Military Explores Expansion of Open Source Technology

Open source technology can help military and other government entities modify software quickly without sacrificing data security. That flexibility, coupled with lower overall cost, is helping fuel a rapid increase in government adoption of open source software, advocates say.

Members of the Mil-OSS group, which represents the military and government open source community, are holding a meeting to discuss these and other developments May 22-24 in Charleston, S.C. Mil-OSS LANT, the group's first Atlantic region conference, will address a wide range of topics that include cloud computing, mobile development, crowd sourcing and other open source-related initiatives. Attendees will hear from speakers representing government, industry and academia.

"As a major open source conference in the Southeast, Mil-OSS LANT promises to be a great opportunity to report on progress regionally and to discuss future directions," said Joshua Davis, a research scientist with the Georgia Tech Research Institute (GTRI) and a co-founder of Mil-OSS. "Budgets continue to shrink, in the U.S. and abroad, and the result is that governments are paying more and more attention to the advantages of open source technology."

Under the open source paradigm, developers make their source code available so that it can be changed and improved by other programmers in the community. Open source advocates maintain that bringing many minds to bear on program code leads to software that is high quality, low cost and rapidly available. They argue that when the military must go back to owners of a software product for important code changes, the process often takes too long to be useful.

Activity and interest in open source technology has increased significantly in recent years, said Michael Howard, a South Carolina-based executive with QinetiQ North America and a Mil-OSS LANT organizer.

Howard said that the Space and Naval Warfare Systems Command (SPAWAR), which delivers advanced information technology to the U.S. Navy, is pursuing several projects that involve open source and open technology capabilities. These include TRANSCOM GAM/GAS, PEO-ES, Navy P-8A, Standardized Infrastructure Management (SIM) and QGlobe.

"We will be focusing on open source initiatives championed and supported by SPAWAR Atlantic, industry partners and other government agencies," Howard said. "Our goal for Mil-OSS LANT is for all attendees and speakers to walk away with a better shared understanding of open source in the government space."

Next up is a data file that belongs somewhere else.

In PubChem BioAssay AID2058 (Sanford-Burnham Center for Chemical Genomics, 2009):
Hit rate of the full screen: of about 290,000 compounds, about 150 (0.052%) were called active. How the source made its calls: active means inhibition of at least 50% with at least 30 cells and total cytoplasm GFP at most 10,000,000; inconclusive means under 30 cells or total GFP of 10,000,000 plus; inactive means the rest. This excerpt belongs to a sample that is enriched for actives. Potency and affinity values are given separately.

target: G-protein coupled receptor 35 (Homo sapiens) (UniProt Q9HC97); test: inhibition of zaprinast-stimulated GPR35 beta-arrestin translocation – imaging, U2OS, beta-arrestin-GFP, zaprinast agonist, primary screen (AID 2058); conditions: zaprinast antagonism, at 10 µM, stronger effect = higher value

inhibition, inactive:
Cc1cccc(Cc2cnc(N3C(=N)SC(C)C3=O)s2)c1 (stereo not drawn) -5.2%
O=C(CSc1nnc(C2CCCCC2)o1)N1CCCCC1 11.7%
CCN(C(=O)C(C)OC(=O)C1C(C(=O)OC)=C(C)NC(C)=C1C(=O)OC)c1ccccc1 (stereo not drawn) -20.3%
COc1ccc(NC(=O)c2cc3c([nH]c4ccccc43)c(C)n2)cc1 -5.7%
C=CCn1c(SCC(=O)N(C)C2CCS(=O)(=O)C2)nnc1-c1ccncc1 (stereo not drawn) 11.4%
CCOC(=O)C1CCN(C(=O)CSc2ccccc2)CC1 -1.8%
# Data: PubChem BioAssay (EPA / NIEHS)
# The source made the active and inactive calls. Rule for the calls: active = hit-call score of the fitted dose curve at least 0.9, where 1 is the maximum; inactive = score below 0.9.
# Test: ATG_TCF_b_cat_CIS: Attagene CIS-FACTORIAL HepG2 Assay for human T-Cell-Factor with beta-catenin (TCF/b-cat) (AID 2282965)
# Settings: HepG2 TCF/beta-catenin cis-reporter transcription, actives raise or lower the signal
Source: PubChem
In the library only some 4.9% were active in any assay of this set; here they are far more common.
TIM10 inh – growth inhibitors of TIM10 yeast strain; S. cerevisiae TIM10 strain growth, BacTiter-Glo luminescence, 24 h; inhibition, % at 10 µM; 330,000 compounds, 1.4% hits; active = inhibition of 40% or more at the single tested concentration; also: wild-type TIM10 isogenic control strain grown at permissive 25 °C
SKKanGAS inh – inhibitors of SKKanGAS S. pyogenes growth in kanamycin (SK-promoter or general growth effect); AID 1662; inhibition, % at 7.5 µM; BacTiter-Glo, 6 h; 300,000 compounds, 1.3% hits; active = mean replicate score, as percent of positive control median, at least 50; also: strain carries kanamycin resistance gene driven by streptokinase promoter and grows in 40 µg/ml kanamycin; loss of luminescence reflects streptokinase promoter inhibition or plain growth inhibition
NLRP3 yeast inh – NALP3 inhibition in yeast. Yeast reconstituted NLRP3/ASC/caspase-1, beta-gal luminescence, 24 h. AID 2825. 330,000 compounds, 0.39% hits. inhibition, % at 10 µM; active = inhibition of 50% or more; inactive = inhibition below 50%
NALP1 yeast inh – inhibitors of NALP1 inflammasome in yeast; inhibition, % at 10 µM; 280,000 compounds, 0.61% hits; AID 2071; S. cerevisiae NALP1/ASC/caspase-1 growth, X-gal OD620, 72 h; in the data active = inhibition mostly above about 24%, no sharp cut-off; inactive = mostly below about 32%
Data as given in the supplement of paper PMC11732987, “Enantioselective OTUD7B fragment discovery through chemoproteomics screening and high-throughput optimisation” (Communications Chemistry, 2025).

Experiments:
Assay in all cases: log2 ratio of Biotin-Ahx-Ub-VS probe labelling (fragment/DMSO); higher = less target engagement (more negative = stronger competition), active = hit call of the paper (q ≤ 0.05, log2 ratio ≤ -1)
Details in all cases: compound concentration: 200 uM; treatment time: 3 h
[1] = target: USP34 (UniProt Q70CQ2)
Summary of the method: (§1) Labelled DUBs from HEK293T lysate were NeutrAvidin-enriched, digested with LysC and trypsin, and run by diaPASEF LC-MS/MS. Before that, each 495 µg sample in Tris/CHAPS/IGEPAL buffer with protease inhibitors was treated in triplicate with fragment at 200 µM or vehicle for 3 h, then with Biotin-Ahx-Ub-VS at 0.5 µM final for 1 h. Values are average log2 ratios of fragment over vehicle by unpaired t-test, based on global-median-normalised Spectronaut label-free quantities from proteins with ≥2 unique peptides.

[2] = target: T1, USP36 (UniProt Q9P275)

At the Georgia Tech Research Institute, Davis and other GTRI researchers are engaged in government-funded open source efforts that include the Homeland Open Security Technology (HOST) program and the VehicleForge ( project for collaborative military vehicle design.

John Scott, director of open integration at RadiantBlue Technologies Inc. and a Mil-OSS co-founder, said adoption of open source technology continues to build in the Washington, D.C., area.

"We're familiar with -- and in several cases working with -- government entities that have been using open source technology for some time, but now they're talking about it and using it openly," Scott said. "That's new, and that's a big win."

For example, he said, the National Geospatial-Intelligence Agency (NGA) recently announced that it needed to reduce the cost of its information systems. In a document made public in April 2011, the NGA said it was shifting its IT infrastructure away from its current heavy reliance on commercial, proprietary software towards open source applications.

Among the sponsors of Mil-OSS LANT are Canonical Ltd., Carahsoft Technology Corp., Dell, DLT Solutions, Geocent LLC, Georgia Tech Research Institute (GTRI), LCE Life Cycle Engineering, Maga Design Group, OpenGeo, QinetiQ North America, RadiantBlue Technologies, Red Hat Inc., Riverbed Technology, Science Applications International Corp. (SAIC), SPARC LLC, SRC Scientific Research Corp., URS Corp. and VMware Inc.

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